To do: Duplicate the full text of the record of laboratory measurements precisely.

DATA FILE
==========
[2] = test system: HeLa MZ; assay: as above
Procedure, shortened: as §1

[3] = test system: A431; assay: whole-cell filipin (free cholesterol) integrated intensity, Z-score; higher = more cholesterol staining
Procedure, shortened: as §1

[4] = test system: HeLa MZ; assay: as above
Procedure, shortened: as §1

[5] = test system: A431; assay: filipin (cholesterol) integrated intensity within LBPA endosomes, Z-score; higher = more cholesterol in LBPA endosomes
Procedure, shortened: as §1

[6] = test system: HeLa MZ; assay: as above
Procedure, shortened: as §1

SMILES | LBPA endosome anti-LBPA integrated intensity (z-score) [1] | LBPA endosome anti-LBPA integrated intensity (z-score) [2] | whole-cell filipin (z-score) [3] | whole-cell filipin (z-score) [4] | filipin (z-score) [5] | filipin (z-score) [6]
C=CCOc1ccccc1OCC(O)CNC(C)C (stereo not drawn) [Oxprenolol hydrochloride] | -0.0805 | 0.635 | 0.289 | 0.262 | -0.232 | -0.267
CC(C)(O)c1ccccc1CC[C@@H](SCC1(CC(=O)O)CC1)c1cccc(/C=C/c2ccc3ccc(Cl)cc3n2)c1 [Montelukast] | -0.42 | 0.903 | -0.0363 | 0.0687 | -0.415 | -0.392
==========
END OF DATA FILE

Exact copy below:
[2] = test system: HeLa MZ; assay: as above
Procedure, shortened: as §1

[3] = test system: A431; assay: whole-cell filipin (free cholesterol) integrated intensity, Z-score; higher = more cholesterol staining
Procedure, shortened: as §1

[4] = test system: HeLa MZ; assay: as above
Procedure, shortened: as §1

[5] = test system: A431; assay: filipin (cholesterol) integrated intensity within LBPA endosomes, Z-score; higher = more cholesterol in LBPA endosomes
Procedure, shortened: as §1

[6] = test system: HeLa MZ; assay: as above
Procedure, shortened: as §1

SMILES | LBPA endosome anti-LBPA integrated intensity (z-score) [1] | LBPA endosome anti-LBPA integrated intensity (z-score) [2] | whole-cell filipin (z-score) [3] | whole-cell filipin (z-score) [4] | filipin (z-score) [5] | filipin (z-score) [6]
C=CCOc1ccccc1OCC(O)CNC(C)C (stereo not drawn) [Oxprenolol hydrochloride] | -0.0805 | 0.635 | 0.289 | 0.262 | -0.232 | -0.267
CC(C)(O)c1ccccc1CC[C@@H](SCC1(CC(=O)O)CC1)c1cccc(/C=C/c2ccc3ccc(Cl)cc3n2)c1 [Montelukast] | -0.42 | 0.903 | -0.0363 | 0.0687 | -0.415 | -0.392